RR: Give us the scouting report on the areas you feel are strengths, and what areas he needs to focus on to get to the NHL and stay there?
MM: Like most guys who enter the American Hockey League, the biggest challenge is making the reads. He is a strong skater, so if he makes a poor read he has the ability to eat up ground and shut people down. What I like about him is that he seems to get a piece of somebody every time he is on the ice, and he is a hard guy to play against.
At times when he handles the puck, he might not make the best choice, but he keeps the game fairly simple. He is an old school defenceman in my books; the type of guy that everybody will appreciate over the course of time.He's not going to wow you in the beginning, but I think over time he will prove that he is a force to be reckoned with and he can be a reliable, dependable defender.
JG: Is he a guy that excels on the penalty kill, and is his style just your typical stay-at-home defenceman?
MM: He is getting there. Because of the length of the injury he had, he's had to earn his icetime and steadily he's gotten it. Toward the tail end of the last few games we've had him out there in important situations over other players, because he is such a force.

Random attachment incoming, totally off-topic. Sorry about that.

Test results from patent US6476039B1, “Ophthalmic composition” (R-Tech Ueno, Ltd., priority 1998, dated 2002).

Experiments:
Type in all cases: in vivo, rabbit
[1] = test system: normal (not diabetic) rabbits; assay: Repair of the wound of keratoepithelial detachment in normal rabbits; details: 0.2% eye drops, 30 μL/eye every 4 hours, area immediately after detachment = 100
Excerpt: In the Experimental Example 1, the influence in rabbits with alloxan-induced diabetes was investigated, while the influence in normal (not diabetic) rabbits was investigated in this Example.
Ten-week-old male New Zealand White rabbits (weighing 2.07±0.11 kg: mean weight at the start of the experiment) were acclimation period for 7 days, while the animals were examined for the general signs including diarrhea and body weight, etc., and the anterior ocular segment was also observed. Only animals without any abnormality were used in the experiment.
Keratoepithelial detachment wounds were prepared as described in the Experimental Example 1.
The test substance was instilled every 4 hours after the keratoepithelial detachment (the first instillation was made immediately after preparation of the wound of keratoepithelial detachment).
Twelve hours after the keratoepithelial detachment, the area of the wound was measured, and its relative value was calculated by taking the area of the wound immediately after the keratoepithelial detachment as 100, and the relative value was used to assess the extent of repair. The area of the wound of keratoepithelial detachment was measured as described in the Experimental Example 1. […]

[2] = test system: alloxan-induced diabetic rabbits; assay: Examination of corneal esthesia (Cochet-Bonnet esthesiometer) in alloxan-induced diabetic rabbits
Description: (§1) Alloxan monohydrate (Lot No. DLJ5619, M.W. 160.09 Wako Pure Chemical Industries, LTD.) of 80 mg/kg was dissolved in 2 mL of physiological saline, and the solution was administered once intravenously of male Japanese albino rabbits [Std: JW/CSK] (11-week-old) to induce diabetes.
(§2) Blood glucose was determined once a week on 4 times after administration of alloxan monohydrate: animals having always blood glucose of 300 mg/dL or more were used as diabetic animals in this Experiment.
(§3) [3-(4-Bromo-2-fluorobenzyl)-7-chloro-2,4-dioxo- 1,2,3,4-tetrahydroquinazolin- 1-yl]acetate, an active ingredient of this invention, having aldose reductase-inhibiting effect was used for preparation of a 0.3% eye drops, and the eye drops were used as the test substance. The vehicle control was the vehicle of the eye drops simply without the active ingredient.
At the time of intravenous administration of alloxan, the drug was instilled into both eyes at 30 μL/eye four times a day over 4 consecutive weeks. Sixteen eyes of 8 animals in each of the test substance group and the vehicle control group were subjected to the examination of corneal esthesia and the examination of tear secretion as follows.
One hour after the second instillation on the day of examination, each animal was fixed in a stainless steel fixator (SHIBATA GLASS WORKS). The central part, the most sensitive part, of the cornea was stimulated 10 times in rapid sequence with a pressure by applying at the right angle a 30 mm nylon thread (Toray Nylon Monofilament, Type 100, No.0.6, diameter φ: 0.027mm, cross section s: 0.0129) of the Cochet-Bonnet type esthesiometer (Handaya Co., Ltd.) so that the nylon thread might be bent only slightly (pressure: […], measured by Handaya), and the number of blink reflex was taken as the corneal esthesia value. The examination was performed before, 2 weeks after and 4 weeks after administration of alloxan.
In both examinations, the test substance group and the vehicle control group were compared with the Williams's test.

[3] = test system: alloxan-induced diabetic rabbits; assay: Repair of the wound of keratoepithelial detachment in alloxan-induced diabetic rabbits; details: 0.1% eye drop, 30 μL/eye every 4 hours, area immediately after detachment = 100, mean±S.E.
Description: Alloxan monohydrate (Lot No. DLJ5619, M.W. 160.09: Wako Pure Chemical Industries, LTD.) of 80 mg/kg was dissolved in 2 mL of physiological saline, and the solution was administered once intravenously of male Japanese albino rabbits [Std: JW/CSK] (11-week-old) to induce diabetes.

He's got a good stick, he'll knock down passes and clear the front of the net. He does a lot of the bull work, and that's the type of defenceman he is. We've come to appreciate him as a very reliable, dependable player. He is a little rough around the edges, he's very raw, but he is a comer and I think that in time, with some seasoning, he will play.
RR: He is 6'4", how is speed and his footspeed?
MM: It's pretty good. His first few steps might not be the quickest, but once he is in flight he is a big, stong and powerful kid. If somebody gets a step on him, he usually catches them or gets a piece of them and usually finishes his check. He is a tough guy to play against and he doesn't let guys stand around (in front of net). He is very aggressive and he boxes out well.
I'd like to see him carry his stick a little bit lower for taking away passing lanes and so forth, but, I think, because he was wearing a support mechanism on his wrist he was probably a little bit careful with that and in time his stick positioning and hands will improve once he gets more comfortable with the strength in his hand.